House Passes Greenleaf’s Lyme Disease Awareness and Prevention Legislation

Today, the Pennsylvania House of Representative passed State Senator Stewart J. Greenleaf’s SB 177, legislation creating a task force within the Pennsylvania Department of Health to educate the public about Lyme disease and conduct a tick surveillance program across the Commonwealth.

The task force would develop a public education program and coordinate its efforts with the Pennsylvania Game Commission, Department of Conservation and Natural Resources and Department of Education to reach outdoorsman, visitors to state parks, and students.  The task force will investigate and make recommendations to the Health Department regarding surveillance and prevention of Lyme disease as well as development of a general public and health care professional information and education program.

Lyme disease is a bacterial infection transmitted primarily by ticks. Lyme disease and other tick-borne diseases pose a serious threat to the quality of life for Pennsylvanians, with Lyme disease cases increasing dramatically over the past several years.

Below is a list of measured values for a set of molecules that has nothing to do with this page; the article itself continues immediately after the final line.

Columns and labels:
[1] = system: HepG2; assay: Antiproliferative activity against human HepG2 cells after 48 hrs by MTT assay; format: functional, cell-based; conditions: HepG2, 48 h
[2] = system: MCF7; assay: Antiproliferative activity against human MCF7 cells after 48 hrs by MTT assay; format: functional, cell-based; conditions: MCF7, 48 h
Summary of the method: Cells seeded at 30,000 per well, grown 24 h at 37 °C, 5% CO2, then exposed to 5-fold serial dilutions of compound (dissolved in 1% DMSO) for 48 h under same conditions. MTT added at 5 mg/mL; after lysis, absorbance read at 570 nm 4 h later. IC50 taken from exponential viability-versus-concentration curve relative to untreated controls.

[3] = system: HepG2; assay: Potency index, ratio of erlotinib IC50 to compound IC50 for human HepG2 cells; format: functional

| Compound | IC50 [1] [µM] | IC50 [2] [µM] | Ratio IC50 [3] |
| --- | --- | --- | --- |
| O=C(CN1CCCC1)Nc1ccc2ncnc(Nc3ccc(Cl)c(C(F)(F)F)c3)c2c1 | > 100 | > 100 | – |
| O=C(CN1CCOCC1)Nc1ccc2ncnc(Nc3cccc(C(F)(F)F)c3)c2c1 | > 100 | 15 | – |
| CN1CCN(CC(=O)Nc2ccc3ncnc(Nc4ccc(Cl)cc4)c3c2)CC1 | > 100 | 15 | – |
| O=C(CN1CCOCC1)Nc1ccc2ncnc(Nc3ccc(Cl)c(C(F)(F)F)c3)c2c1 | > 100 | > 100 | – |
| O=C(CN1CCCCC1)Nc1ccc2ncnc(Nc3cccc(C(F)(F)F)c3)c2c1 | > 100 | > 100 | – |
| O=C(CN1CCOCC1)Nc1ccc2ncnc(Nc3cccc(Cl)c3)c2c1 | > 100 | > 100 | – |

In 2009, 2011 and 2012, Pennsylvania ranked highest in the country in the number of confirmed cases of Lyme disease.  From 2002 to 2012, Pennsylvania has reported a total of 46,178 confirmed cases of Lyme disease.

While Lyme disease is most prevalent in Southeastern PA, it is found across the Commonwealth.  Early diagnosis and appropriate treatment of these tick-borne disorders and diseases can greatly reduce risks of continued symptoms which can affect every system and organ in the body.

“Lyme disease is reaching epidemic proportions in the Commonwealth,” said Senator Greenleaf.  “I thank House members for passing this bill, and I look forward to seeing SB 177 signed into law so we can more closely monitor Lyme carrying ticks and help people avoid this debilitating disease.”

SB 177 now returns to the Senate for a concurrence vote before it can be signed into law.


Aaron Zappia
(215) 657-7700